As the instructions over the loud speakers became more urgent, the women  began to organize themselves and their offspring. Many of the languages we could hear around us were not English. But in a few minutes a young African-American woman nearby turned to us and asked, “Do y’all need a prayer mat?” Well as a matter of fact we supposed we did. “Thank you very much.”

The actual formal prayer time didn’t last very long. We tried to follow the gestures and postures for the prayers best we could by watching our neighbors. Trying to be hospitable can be awkward business when you don’t have a cultural interpreter to help you out. I realized much too late, that was exactly what we really needed. Someone to explain on the spot what was happening and what we might expect next, and to show us the proper way to follow the rituals. Someone to whisper instructions when we fumbled or missed the mark.

Being in a clear minority, understanding so little and feeling so outside was a marvelous experience. I felt constantly overwhelmed as we tried to follow along and at least not cause offense. But in fact when you are the embodiment of the dominant religion, the largest ethnic group and the bearer of such great privilege it is good and very important to sit in the outsider’s seat for a while. Maybe a very long while. It is good to not know. It is good to be surprised, to feel left out, to be lost and isolated even in the midst of a large crowd. It is good to have to depend on someone else’s kindness or guidance.

Good? Yes, good. It disrupts my sense of ownership of public space. It pulls me up short in all my assumptions and oblivion. I am forced to think about the many privileges that I live with and ask myself: What is going on here? What can I learn from this situation? How do I need to change myself in response? What is it like to be in the others’ shoes?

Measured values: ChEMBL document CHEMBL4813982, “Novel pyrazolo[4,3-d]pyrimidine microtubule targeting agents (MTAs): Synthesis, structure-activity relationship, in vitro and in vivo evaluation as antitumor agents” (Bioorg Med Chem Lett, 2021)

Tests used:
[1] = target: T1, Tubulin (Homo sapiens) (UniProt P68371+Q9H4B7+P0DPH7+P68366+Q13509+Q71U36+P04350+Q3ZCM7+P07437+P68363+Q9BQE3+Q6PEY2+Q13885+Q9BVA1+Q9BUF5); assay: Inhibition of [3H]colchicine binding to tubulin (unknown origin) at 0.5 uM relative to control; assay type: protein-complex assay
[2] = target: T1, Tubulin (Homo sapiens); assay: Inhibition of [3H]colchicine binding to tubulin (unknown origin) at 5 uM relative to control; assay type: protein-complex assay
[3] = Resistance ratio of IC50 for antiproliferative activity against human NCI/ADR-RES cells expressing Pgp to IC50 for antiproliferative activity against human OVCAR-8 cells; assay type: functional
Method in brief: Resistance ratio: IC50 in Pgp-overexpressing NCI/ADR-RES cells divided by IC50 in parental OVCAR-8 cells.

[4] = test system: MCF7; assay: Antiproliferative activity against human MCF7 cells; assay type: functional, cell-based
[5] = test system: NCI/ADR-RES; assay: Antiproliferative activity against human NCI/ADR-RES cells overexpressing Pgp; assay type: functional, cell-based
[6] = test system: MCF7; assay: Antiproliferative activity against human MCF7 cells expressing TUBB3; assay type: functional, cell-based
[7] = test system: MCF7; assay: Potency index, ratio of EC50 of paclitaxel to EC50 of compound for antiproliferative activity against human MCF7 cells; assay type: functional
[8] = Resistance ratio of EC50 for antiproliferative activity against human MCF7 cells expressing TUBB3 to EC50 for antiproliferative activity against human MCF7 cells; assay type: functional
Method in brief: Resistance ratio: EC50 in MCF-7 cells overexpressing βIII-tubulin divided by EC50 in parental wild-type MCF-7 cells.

When the prayers were over, the sermon began. Everyone must have heard it before. They began the festival atmosphere again without much notice of the preaching from the front. I was not able to follow along much myself. By this time the sensory overload was starting to take its toll. We moved to higher ground after one young woman informed me, “We can’t step on the prayer mat.” In other words: get it up out of the way! I rolled up the mat and handed it back to its owner. We moved to the bleachers for the sermon.

Following the service, we slowly made our way back to our cars through the crowd. We were on our way to the next part of the celebration: food.

The day was full of surprises. We attended worship we did not plan and mostly did not understand. We shared food we had no part in preparing. We may have started the offers of hospitality but we spent the day on its receiving end. Even through the long moments of our disorientation, we were still carried along by those who knew what to do next. Leaving me dazed for sure.

Tune in Wednesday for Cultural Daze (Part II)